The Sangakkara edge
Two qualities, determination and perfectionism, define Kumar Sangakkara, and he is trying to get Sri Lanka to use the one to attain the other. With four wins and a draw from five Tests this year, Sangakkara's job as captain has been rather smooth and rewarding, and the cherry on the cake has been Sri Lanka's elevation to No. 2 on the ICC Test rankings - for only the second time.
As soon as Sri Lanka moved to No. 2, though, Sangakkara was quick to point out it meant they weren't No. 1. His aim is to win every time Sri Lanka take the field "in the right spirit and compete for every minute". The road ahead, to first try and hold on to second place and then take the step up, is going to be very tough, owing to their international assignments - or lack thereof. But they have the right man to lead them into a new era.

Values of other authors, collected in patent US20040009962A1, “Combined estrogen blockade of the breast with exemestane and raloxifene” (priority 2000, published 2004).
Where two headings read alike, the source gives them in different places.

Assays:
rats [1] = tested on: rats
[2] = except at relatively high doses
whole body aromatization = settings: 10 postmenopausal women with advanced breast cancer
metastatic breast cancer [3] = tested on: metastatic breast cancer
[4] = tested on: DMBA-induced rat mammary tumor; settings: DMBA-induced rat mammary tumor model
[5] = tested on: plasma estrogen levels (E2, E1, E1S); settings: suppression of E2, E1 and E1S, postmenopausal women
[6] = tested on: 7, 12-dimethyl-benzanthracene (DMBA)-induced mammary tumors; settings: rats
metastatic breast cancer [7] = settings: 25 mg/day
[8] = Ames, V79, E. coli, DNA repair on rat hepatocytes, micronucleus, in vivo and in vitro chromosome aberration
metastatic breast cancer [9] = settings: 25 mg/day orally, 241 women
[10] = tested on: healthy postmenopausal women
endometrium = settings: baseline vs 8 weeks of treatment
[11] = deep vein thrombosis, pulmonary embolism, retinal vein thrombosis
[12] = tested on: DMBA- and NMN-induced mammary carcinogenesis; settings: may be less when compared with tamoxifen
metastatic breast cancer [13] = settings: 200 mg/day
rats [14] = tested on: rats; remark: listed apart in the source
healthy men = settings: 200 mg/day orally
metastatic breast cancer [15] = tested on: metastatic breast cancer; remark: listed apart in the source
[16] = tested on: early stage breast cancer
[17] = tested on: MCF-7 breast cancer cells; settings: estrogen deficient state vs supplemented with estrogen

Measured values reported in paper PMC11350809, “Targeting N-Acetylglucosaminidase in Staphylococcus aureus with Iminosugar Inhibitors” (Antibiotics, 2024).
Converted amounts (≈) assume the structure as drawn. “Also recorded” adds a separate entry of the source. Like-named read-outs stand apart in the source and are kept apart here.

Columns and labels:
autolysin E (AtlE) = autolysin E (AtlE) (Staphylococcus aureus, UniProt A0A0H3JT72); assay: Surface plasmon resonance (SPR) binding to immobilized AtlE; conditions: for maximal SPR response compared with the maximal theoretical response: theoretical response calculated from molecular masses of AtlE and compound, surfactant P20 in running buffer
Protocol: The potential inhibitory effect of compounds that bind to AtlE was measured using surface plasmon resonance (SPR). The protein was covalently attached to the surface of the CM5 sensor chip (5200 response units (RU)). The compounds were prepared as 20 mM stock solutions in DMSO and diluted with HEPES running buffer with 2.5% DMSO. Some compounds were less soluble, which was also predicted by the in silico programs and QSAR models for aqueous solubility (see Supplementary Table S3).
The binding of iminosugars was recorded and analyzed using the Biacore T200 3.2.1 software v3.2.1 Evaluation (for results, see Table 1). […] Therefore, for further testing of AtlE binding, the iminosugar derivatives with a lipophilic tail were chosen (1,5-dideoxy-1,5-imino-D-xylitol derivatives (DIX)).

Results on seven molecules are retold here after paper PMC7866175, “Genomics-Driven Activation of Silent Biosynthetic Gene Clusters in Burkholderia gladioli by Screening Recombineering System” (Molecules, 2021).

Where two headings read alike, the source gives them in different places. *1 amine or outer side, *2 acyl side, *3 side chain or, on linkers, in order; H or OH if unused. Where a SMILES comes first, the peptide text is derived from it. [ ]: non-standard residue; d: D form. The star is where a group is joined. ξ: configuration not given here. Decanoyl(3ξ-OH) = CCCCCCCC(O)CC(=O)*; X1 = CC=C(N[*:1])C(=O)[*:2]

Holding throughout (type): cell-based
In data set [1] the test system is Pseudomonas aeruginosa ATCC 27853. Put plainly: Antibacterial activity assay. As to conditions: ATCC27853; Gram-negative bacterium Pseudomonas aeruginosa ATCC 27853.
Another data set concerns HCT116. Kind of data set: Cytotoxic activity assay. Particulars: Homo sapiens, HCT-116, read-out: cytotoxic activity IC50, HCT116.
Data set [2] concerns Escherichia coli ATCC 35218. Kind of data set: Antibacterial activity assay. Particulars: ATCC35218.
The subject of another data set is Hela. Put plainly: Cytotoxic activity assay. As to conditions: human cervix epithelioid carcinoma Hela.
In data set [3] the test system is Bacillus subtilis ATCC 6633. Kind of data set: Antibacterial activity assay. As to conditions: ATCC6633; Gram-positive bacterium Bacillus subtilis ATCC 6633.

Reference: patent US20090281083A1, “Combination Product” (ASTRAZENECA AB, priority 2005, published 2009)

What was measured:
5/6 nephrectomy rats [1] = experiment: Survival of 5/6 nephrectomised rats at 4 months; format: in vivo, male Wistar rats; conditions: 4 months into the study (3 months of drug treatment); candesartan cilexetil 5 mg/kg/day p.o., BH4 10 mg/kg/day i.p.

Sangakkara has clutched at every opportunity that's come his way, and his intellect and hunger to sweat it out have given him a cutthroat edge. And though he won't say as much, he has managed to some extent to transfer this drive to the team as well.
Some of the moves have been subtle, some obvious; they have been made on the field and in the back room. Under Sangakkara's leadership Chaminda Vaas was dropped from the Test side. It clearly signalled a shifting of focus. Behind Sangakkara's talk of Vaas' quality and importance to the team lay a strong message: that investment in youth was the way forward. At the same time, the youngsters were put on their toes.
Ajantha Mendis, the flavour of 2008, was dropped for the final Test against Pakistan. Mendis was taken out of his comfort zone, and Sangakkara has since turned the heat on him by saying Rangana Herath could be Sri Lanka's top spinner after Muttiah Muralitharan's retirement. Having Tillakaratne Dilshan open in Tests proved a smashing success.